The injury itself can range from extremely minor, being almost painless, to one of the most severe injuries of all, causing in extreme cases, paralysis of the entire body below the break point. Minor fractures of the back are treated fairly simply, with rest being the main treatment. More serious cases may require multiple surgeries to correct, and even then, the patient may never fully recover.
Our back or spine is made up of 33 separate bones that are called vertebrae. This is the primary vertical support for the whole skeleton. The spine flexes in multiple directions, allowing us to bend up and down, and swivel our upper torso. The spinal cord runs inside the spine, acting as the main trunk of the nerves linking every part of the body to the brain.
In some cases, the symptoms of a broken back can be hard to spot at first. In some spinal fracture types there is often very little pain at first, but the pain will begin to get worse over time, eventually announcing itself as a sharp, almost unbearable pain if left untreated long enough. This means it is very easy to overlook a broken back at first and convince yourself it is just a twinge, some random pain. Understanding the symptoms of a fractured vertebra is important, so you do not make this mistake. Broken back symptoms include:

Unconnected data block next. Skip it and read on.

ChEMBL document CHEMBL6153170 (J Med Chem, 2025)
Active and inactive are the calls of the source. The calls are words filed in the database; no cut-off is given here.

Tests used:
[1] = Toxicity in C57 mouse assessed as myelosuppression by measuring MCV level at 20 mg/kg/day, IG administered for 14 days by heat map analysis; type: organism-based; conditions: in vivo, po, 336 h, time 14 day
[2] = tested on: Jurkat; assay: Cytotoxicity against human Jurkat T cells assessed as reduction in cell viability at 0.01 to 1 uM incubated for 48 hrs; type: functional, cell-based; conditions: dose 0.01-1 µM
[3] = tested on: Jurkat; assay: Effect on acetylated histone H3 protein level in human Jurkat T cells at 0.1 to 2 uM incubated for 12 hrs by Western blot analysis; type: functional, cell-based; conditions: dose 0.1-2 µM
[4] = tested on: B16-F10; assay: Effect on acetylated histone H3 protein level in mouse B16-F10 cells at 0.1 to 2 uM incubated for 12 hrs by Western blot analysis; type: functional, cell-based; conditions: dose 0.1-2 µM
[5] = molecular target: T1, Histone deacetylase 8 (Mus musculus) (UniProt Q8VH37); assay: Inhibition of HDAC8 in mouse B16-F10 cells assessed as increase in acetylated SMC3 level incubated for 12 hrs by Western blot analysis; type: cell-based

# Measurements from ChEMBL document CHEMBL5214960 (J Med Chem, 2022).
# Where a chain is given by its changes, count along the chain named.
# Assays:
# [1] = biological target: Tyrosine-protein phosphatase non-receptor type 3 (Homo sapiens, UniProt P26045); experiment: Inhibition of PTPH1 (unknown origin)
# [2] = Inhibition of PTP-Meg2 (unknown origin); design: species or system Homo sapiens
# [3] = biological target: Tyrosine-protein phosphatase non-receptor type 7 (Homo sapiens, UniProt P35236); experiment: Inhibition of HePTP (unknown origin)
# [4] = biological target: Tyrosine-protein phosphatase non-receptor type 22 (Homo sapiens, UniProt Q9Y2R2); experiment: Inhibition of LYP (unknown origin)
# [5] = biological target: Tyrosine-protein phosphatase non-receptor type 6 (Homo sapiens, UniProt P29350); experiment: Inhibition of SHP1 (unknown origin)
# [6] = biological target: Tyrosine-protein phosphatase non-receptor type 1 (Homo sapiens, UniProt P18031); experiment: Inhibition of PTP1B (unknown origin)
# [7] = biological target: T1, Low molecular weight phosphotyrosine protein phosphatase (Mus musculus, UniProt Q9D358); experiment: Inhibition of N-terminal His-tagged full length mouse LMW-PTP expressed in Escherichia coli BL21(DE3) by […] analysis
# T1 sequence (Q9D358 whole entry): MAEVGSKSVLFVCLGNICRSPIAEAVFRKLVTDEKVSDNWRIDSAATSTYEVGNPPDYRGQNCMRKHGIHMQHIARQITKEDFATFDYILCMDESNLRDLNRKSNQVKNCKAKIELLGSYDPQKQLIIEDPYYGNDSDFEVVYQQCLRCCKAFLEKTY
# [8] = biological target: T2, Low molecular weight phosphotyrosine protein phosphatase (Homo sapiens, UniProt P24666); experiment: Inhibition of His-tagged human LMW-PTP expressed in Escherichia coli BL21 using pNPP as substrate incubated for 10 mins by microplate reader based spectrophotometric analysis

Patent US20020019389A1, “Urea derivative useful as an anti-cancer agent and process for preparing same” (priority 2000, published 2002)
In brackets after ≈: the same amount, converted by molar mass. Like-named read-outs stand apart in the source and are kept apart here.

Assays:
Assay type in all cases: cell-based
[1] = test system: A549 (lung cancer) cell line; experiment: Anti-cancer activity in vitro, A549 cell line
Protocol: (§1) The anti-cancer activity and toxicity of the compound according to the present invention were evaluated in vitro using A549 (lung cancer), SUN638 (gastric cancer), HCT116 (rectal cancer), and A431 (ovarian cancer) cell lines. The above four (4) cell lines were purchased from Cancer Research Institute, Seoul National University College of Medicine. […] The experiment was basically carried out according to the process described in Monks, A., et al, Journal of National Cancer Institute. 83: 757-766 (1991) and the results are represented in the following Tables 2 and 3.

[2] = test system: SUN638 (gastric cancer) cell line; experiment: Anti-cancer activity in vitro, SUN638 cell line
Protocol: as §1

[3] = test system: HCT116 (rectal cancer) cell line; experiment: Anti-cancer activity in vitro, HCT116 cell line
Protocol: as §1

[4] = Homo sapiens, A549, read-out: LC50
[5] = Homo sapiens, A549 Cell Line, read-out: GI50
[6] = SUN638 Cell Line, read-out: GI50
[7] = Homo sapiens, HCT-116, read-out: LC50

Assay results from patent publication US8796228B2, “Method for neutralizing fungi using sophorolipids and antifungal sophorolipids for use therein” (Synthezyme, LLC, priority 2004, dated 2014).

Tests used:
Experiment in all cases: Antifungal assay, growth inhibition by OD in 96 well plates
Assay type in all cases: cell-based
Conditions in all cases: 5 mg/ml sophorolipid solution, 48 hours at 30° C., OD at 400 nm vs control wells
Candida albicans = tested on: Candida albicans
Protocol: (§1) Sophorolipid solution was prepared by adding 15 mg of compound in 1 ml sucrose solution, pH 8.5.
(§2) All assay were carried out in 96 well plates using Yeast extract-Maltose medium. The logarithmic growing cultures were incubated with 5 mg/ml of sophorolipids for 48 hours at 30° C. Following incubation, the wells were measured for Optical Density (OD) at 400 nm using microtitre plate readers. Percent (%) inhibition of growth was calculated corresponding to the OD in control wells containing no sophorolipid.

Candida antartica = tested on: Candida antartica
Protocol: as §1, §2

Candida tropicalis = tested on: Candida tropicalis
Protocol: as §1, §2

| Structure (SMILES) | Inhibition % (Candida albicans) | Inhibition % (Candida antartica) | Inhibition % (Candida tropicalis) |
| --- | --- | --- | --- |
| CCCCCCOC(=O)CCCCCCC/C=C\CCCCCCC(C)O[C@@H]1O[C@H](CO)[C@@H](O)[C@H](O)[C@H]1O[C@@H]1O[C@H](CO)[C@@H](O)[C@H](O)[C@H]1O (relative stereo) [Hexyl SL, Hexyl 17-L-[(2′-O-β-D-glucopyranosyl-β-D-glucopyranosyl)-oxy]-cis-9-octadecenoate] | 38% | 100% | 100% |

- Pain in the back, close to the break. This may be a mild pain, or it may be an agonizing pain.
- Numbness or tingling in one or more limbs such as arms, hands, legs, etc.
- Seemingly random muscle spasms.
- Changes in bowel and bladder movement.
- Some form of loss of paralysis or limited ability to use arms, legs, etc.